Art Toombs Ministries 

Online Bible Commentary

You Stiff Necked
Acts 7:51 "You stiff necked and uncircumcised in heart and ears! You always resist the Holy Spirit; as your fathers did, so do you. 52 Which of the prophets did your fathers not persecute? And they killed those who foretold the coming of the Just One, of whom you now have become the betrayers and murderers, 53 who have received the law by the direction of angels and have not kept it." 54 When they heard these things they were cut to the heart, and they gnashed at him with their teeth. 55 But he, being full of the Holy Spirit, gazed into heaven and saw the glory of God, and Jesus standing at the right hand of God, 56 and said, "Look! I see the heavens opened and the Son of Man standing at the right hand of God!" 57 Then they cried out with a loud voice, stopped their ears, and ran at him with one accord; 58 and they cast him out of the city and stoned him. And the witnesses laid down their clothes at the feet of a young man named Saul. 59 And they stoned Stephen as he was calling on God and saying, "Lord Jesus, receive my spirit." 60 Then he knelt down and cried out with a loud voice, "Lord, do not charge them with this sin." And when he had said this, he fell asleep. (NKJV)


The time is the early days of the New Testament Church, in A.D. 30 or 31. The disciple Stephen has been brought before the Jewish religious leaders that made up the Sanhedrin Council. 

Stephen is being falsely accused of blaspheming the temple and the law of Moses (also known as the Pentateuch, the first five books of the Bible) while preaching the gospel in a synagogue. The false witnesses testified that Stephen had said that “Jesus of Nazareth will destroy this place and change the customs which Moses delivered to us.” 

The High Priest questions Stephen asking "Are these things so" (v. 1)? Stephen responds with a lengthy sermon which covers Acts 7:1-53, of which this passage concludes his sermon and tells of the verdict. 

Stephen has come to the end of his sermon. It is time for his closing remarks and they are judgmental of the religious leaders. He judges them as being “stiff necked and uncircumcised in heart and ears” (v. 51a). The term “stiff necked” is a reference to how a horse or a donkey stiffens its neck when it refuses to go on. It depicts a stubbornness to obey. 

In this case, Stephen is accusing the religious leaders of not obeying, specifically stubbornly resisting, the “Holy Spirit” (v. 51b). He is also accusing them of being “uncircumcised”, not in the flesh but in their readiness to hear and accept God’s word (v. 51c). 

Stephen compares the disobedience of the Jewish religious leaders to the disobedience of their forefathers (v. 51d). He accuses their forefathers of persecuting and even murdering the prophets, and the religious leaders themselves of being “betrayers and murderers” of the Just One, Jesus (v.52). 

Stephen concludes his sermon by accusing the religious leaders of not keeping “the law” (v. 53). They had accused Stephen of blaspheming the law and now Stephen accuses them of not obeying that same law.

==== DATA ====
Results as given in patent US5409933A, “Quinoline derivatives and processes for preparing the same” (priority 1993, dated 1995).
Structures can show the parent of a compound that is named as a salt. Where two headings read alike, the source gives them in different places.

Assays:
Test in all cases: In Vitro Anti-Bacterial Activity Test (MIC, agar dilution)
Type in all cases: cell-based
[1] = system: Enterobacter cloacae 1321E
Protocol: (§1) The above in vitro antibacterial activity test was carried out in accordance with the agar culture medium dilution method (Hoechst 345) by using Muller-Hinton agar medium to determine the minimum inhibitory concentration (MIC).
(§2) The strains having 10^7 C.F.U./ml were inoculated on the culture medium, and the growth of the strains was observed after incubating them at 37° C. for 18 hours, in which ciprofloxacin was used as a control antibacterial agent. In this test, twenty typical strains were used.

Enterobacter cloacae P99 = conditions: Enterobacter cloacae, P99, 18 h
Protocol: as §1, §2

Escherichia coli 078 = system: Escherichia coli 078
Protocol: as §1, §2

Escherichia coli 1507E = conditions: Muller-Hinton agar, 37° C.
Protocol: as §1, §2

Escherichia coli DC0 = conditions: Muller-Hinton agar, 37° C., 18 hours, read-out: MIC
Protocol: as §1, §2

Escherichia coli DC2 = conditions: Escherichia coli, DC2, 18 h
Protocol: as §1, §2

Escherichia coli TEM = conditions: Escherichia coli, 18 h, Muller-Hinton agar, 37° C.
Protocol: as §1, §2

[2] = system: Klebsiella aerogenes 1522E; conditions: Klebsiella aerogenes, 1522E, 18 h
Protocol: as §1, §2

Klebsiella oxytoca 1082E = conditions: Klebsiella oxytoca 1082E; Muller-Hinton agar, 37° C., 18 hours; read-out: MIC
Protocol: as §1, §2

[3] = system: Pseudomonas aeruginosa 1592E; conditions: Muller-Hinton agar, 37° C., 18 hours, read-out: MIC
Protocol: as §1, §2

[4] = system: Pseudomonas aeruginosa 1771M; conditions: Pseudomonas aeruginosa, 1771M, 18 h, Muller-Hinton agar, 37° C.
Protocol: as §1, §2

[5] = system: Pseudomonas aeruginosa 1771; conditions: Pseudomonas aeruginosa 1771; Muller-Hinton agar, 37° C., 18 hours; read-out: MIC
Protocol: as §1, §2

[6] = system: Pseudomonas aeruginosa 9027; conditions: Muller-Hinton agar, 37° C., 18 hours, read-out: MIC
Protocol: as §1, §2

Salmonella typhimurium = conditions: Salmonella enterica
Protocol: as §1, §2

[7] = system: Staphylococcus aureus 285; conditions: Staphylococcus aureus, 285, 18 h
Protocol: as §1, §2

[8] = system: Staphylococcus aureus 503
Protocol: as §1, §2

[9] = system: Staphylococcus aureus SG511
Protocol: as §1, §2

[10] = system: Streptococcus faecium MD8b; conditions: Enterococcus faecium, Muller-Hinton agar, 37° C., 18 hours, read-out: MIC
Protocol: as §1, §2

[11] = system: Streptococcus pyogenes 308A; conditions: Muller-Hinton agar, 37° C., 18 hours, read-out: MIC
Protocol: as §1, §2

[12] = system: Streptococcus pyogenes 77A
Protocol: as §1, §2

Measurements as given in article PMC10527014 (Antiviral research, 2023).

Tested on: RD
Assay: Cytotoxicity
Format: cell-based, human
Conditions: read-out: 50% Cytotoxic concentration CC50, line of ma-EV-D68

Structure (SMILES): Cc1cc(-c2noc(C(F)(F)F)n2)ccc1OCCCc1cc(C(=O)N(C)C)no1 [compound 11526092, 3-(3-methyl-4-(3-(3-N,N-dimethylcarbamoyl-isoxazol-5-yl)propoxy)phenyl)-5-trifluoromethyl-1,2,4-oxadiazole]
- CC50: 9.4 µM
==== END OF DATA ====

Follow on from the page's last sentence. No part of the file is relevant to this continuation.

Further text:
The religious leaders could not believe their ears. They considered themselves to be the final authority on the law and to be accused of not following that law was unthinkable. “They were cut to the heart” and there was “gnashing” of teeth (v. 54). 

Stephen was filled with the Holy Spirit (v. 55a). He was square in the middle of God’s will. As he looked to His Lord, the Lord showed Himself to him through the opening of the heavens (v. 55b). The Lord was with him in his time of need. Stephen declared to the religious leaders: "Look! I see the heavens opened and the Son of Man standing at the right hand of God!" (v. 56) 

The religious leaders would hear no more (v. 57). This was the last straw. This man was lifting Jesus, “the Son of Man”, to the level of their Messiah Himself. This man was indeed guilty of blasphemy. 

The religious leaders were enraged. They rushed Stephen and took him outside the gates of Jerusalem (v. 57). There they stoned him, as punishment for blaspheming God (v. 58a). The Romans gave the religious leaders great discretion when it came to temple matters. Witnessing all of this was Saul, later to be named Paul (v. 58b). 

As he was being stoned, Stephen cried out "Lord Jesus, receive my spirit" and then "Lord, do not charge them with this sin", just as had Jesus when He was on the cross, (Vv. 59-60a). Stephen then “fell asleep” (v. 60b). His physical body died and his spirit and soul ascended to Heaven to be with Jesus. 

Stephen accused the religious leaders of being stiff necked, always resisting the Holy Spirit. This is a dangerous place to be in life. The Lord comes to us in many shapes and forms. He uses people, circumstances, and that still small voice called our conscience to get our attention. 

He is hard to ignore. We do so at our own peril. Each time we resist His calling, He hardens our hearts a little. The longer we resist Him the harder it is to accept Him. At a point He leaves us to our own devices, those “idols” we have created to avoid the Lord.

Even through all of this, the Lord loves us too much to give up. When we come to the end of ourselves, when we are totally broken, when we do not know where to turn, He is there. He is at the end of our rope. That is the love of God.